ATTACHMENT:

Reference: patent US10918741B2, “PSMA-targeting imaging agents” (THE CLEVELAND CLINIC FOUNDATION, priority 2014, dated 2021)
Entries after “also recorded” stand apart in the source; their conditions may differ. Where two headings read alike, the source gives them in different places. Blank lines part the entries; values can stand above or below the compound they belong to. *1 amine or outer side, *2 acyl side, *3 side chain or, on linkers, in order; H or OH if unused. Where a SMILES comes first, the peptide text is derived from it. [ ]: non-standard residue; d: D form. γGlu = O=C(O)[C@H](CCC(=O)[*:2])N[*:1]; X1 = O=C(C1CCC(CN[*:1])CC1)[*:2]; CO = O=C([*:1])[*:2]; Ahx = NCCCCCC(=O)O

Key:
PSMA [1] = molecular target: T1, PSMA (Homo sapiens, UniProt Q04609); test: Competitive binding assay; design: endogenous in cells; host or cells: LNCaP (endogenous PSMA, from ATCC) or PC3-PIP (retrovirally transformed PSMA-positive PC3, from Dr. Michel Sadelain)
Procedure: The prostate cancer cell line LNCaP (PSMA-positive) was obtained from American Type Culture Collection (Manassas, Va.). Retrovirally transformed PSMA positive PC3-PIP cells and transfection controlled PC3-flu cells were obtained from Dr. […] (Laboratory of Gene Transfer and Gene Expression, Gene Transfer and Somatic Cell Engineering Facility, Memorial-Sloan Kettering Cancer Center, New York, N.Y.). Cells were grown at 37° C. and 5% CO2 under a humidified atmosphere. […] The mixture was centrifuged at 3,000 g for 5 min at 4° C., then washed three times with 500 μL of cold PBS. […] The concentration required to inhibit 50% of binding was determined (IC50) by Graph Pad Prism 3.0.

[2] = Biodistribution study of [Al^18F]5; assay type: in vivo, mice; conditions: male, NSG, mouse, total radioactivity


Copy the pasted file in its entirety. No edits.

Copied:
Reference: patent US10918741B2, “PSMA-targeting imaging agents” (THE CLEVELAND CLINIC FOUNDATION, priority 2014, dated 2021)
Entries after “also recorded” stand apart in the source; their conditions may differ. Where two headings read alike, the source gives them in different places. Blank lines part the entries; values can stand above or below the compound they belong to. *1 amine or outer side, *2 acyl side, *3 side chain or, on linkers, in order; H or OH if unused. Where a SMILES comes first, the peptide text is derived from it. [ ]: non-standard residue; d: D form. γGlu = O=C(O)[C@H](CCC(=O)[*:2])N[*:1]; X1 = O=C(C1CCC(CN[*:1])CC1)[*:2]; CO = O=C([*:1])[*:2]; Ahx = NCCCCCC(=O)O

Key:
PSMA [1] = molecular target: T1, PSMA (Homo sapiens, UniProt Q04609); test: Competitive binding assay; design: endogenous in cells; host or cells: LNCaP (endogenous PSMA, from ATCC) or PC3-PIP (retrovirally transformed PSMA-positive PC3, from Dr. Michel Sadelain)
Procedure: The prostate cancer cell line LNCaP (PSMA-positive) was obtained from American Type Culture Collection (Manassas, Va.). Retrovirally transformed PSMA positive PC3-PIP cells and transfection controlled PC3-flu cells were obtained from Dr. […] (Laboratory of Gene Transfer and Gene Expression, Gene Transfer and Somatic Cell Engineering Facility, Memorial-Sloan Kettering Cancer Center, New York, N.Y.). Cells were grown at 37° C. and 5% CO2 under a humidified atmosphere. […] The mixture was centrifuged at 3,000 g for 5 min at 4° C., then washed three times with 500 μL of cold PBS. […] The concentration required to inhibit 50% of binding was determined (IC50) by Graph Pad Prism 3.0.

[2] = Biodistribution study of [Al^18F]5; assay type: in vivo, mice; conditions: male, NSG, mouse, total radioactivity